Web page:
By the time skin is this burnt, adding more sunscreen won't protect you from skin cancer
What’s your skin cancer risk?
Anyone can get melanoma but these factors increase your risk. You;
- have previously had a skin cancer and/or have a family history of skin cancer
- have a large number of moles on their skin
- have a skin type that is sensitive to ultraviolet (UV) radiation and burns easily
- have a history of severe/blistering sunburns
- spend lots of time outdoors, unprotected, during their lifetime
- actively tan or use solariums or sunlamps work outdoors
- are male and over 55 years. Check your whole body from head to toe, front, back and sides. Check your head and neck and don’t forget your scalp, ears, face and lips. Don’t forget the soles of your feet and under your nails.
Family skin cancer history factors include:
- a personal history of melanoma at an early age; the average age to be diagnosed with melanoma is 33 years
- a personal history of more than one melanoma
- many moles on your skin; more than 10 on the arms and 200 on the body
- many unusual moles
- a blood relative diagnosed with melanoma at an early age
- a blood relative diagnosed with more than one melanoma
- a blood relative diagnosed with melanoma of the eye.
More on moles
You need to watch for a change in your moles’;
- Size – A mole may expand sideways or become raised. This may be the first sign of a highly dangerous form of melanoma (a nodular melanoma).
- Shape – Change in shape/ irregular border Change in shape is usually from an oval or round mole to an irregular (coastline) shape. Most harmless moles have smooth regular borders. Melanomas often have irregular borders.
- Colour – Change in colour Watch for moles that change colour. Melanomas often develop a blue or black colour. Sometimes many different colours such as red, pink, purple or grey may develop and some areas may become lighter.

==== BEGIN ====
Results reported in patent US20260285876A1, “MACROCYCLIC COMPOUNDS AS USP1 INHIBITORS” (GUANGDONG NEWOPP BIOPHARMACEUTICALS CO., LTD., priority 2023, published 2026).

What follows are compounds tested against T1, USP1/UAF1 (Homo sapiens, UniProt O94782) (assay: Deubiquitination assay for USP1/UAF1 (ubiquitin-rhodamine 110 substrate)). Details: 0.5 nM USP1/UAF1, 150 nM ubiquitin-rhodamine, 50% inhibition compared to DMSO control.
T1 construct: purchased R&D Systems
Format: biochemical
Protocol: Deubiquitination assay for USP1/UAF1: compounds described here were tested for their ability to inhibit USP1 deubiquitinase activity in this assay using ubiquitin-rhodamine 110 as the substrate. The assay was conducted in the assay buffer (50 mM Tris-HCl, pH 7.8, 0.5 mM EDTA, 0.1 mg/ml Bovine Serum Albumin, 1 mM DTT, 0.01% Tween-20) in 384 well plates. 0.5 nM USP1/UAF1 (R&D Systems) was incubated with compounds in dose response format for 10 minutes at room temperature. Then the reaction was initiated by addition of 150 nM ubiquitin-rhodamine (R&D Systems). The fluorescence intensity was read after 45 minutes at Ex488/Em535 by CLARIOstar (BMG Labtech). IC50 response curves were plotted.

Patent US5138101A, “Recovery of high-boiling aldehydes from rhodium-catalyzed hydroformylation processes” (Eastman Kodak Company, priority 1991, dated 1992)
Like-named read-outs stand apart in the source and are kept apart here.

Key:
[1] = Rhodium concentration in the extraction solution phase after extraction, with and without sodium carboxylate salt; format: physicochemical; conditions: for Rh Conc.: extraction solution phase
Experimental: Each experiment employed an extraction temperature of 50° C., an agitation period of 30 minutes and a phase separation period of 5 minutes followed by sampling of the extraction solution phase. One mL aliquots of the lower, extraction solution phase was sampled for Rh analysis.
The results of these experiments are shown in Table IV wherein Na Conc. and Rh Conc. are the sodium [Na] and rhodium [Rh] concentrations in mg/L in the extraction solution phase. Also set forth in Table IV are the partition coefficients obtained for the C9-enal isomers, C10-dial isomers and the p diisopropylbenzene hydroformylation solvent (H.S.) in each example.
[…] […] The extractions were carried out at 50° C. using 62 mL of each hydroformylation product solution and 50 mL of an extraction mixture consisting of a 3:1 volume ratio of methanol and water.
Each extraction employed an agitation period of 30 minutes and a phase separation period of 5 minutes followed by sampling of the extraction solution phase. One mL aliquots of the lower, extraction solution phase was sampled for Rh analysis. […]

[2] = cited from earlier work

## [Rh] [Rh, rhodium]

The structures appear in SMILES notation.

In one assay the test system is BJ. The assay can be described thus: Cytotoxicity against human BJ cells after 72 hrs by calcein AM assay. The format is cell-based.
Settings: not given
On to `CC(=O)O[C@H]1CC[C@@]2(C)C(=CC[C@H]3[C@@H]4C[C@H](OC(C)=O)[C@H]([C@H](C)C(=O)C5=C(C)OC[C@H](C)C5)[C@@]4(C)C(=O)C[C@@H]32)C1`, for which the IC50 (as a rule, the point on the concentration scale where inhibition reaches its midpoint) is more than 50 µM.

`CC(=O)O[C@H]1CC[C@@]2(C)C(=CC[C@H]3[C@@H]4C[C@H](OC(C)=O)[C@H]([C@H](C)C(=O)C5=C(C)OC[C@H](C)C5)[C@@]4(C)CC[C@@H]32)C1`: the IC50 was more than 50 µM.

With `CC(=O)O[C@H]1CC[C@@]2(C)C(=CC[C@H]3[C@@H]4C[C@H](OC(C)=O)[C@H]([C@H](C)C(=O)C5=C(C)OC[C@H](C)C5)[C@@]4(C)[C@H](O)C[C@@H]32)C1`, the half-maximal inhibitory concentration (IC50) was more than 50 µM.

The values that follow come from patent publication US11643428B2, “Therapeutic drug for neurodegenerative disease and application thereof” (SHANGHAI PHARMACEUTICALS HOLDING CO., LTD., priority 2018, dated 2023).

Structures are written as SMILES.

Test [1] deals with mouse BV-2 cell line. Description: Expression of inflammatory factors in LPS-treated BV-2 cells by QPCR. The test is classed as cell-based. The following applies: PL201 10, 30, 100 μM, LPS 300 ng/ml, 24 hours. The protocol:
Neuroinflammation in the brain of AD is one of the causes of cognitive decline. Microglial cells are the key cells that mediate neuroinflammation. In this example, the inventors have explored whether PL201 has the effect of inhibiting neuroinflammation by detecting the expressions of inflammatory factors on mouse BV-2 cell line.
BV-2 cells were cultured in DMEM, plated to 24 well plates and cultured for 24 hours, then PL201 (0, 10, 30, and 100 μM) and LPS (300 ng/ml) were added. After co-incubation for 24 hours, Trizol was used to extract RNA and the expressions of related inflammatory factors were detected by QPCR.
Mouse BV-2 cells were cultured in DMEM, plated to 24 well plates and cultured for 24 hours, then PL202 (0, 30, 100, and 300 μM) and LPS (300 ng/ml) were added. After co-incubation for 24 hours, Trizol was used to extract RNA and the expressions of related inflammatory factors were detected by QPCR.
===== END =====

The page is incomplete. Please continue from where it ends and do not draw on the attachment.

The more moles you have on your skin, the higher the risk of the most dangerous type of skin cancer – melanoma. Moles are overgrowths of melanocytes (a type of skin cell).
We are not normally born with moles, but most of us will develop some on our skin by 15 years of age. The number of moles we develop is determined by genetic (inherited) factors and exposure to ultraviolet (UV) radiation.
Australians tend to have more moles than people living in other countries, possibly because of their childhood sun exposure.
Check your skin-type risk
- Type I – Often burns, rarely tans. Tends to have freckles, red or fair hair, blue or green eyes. Or if you have a family member that has had skin cancer previously.
- Type II – Usually burns, sometimes tans. Tends to have light hair, blue or brown eyes.
- Type III – Sometimes burns, usually tans. Tends to have brown hair and eyes.
- Type IV – Rarely burns, often tans. Tends to have dark brown eyes and hair.
- Type V – Dark brown skin. Rarely burns, tans profusely.
- Type VI – Deeply pigmented, dark brown to black skin. Never burns.
Yes, the risk of skin cancer decreases as you move down the list as the larger amount of melanin in very dark skin does provide some protection. However, even if you have dark skin, it is still important to exercise caution when contemplating spending time in the sun. Did you know that Bob Marley died from skin cancer?
Did you know other types of sun damage can occur?
If you don’t protect your eyes with good quality sun glasses or goggles if you’re skiing, high UV levels can cause eye damage regardless of skin type. And those same high levels of UV exposure can also have damaging effects on the immune system too, so it’s important to take the appropriate measures to protect yourself from the sun, regardless of your skin type.
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